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Brief thoughts on secure communications with GPG keys in 2020+

Jake Thoughts24 Dec 2020 16:02:51 -0500

PGP/GPG encryption is assumed to be nice and secure, after all if no one has the private key then no one can read the messages made with the public key. This is a small part of my understanding of PGP/GPG. I admit, I do not know much when it comes to PGP/GPG encryption but there is one thing that does come to mind about the securing the private key itself which does concern me: hardware level backdoor.

I am talking about Intel Management Engine and whatever is AMD's equivalent. Rumor has it that IME and AMD's equivalent has a secret processor on the CPU chip itself which allows it to... do anything a non-secret CPU processor can do? I don't know specifics however that is the worst scenario that I can come up with. The processor can connect to the internet, meaning no matter what, you are permanently pwned. Not necessarily by the spooks, but by anyone who knows how to access them. All it takes is one leak from the spooks or those companies and the backdoor will be accessible to anyone. Isn't that scary?

Knowing this, how can one transmit messages encrypted with PGP/GPG keys with modern hardware? Create a PGP/GPG pair with a computer that can NEVER connect to the internet and use that computer to encrypt/decrypt messages. Alternatively, maybe use a dinosaur of a computer as a daily driver. I am out of ideas.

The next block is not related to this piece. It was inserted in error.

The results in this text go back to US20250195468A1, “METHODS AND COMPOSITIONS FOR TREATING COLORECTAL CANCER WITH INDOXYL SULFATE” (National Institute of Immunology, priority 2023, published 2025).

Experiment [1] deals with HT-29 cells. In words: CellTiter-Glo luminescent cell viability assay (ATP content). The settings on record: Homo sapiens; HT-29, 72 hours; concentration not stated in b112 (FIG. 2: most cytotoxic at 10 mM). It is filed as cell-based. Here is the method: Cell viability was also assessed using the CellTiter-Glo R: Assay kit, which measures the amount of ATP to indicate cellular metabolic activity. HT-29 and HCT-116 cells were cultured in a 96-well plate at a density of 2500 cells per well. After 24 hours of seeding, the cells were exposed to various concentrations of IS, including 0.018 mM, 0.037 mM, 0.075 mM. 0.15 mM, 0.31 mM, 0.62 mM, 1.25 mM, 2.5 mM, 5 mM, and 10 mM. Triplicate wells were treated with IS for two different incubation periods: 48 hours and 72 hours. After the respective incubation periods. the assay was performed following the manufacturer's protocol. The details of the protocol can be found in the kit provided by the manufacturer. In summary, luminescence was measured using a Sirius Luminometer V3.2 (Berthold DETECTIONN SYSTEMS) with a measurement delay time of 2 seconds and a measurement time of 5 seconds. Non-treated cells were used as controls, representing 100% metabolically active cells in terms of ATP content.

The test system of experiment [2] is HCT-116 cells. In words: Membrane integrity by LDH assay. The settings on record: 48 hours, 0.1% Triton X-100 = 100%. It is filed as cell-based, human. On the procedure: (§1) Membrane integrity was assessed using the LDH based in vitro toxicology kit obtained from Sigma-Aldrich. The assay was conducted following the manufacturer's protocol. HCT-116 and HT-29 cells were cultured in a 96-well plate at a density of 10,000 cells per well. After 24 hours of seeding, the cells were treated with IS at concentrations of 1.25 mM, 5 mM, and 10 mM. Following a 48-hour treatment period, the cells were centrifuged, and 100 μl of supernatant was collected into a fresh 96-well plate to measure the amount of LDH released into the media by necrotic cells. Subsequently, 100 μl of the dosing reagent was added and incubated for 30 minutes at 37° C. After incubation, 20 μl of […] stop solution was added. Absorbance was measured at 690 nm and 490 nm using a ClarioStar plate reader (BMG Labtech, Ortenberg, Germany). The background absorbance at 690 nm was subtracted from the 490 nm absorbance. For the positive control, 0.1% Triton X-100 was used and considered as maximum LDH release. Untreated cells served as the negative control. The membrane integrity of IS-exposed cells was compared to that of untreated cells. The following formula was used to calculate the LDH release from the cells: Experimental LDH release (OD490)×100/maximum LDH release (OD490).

These are my brief thoughts on the matter. I dislike modern hardware more and more. Sometimes I wish I was a caveman. Or a monkey🐒. OOH OOH AAH AHH!

I am going to change my public GPG key that I've put on this website. If you have imported it, sorry, it's compromised. I'll attach a note to one of my opinion pieces after I do it. I thought it would be cool to sign my posts, but I realized that it would be easy for the spooks to pretend to be me, assuming they even wanted too.


Other thoughts

Random Name on 2021-04-18,12:35:58 said:

There is no evidence the ME is a backdoor and it wouldn't make sense for it to be one. Intel could add a backdoor into any part of the CPU they wanted to. Adding one into a public and widely criticised part just makes no sense.

Jake on 2021-04-18,15:48:11 said:

It doesn't have to make sense for it to happen. I know this is a cop out and not a real answer, but I also know the only direction this conversation would go is: "Where is the proof?" The quick-fix which I described as no-internet-computer or old-CPU is good enough for me and I think other privacy oriented people. Rereading my opinion piece makes me wish I was not as dramatic. "Secret processor!" "Spooks!" "Pwned!" Am I a child?


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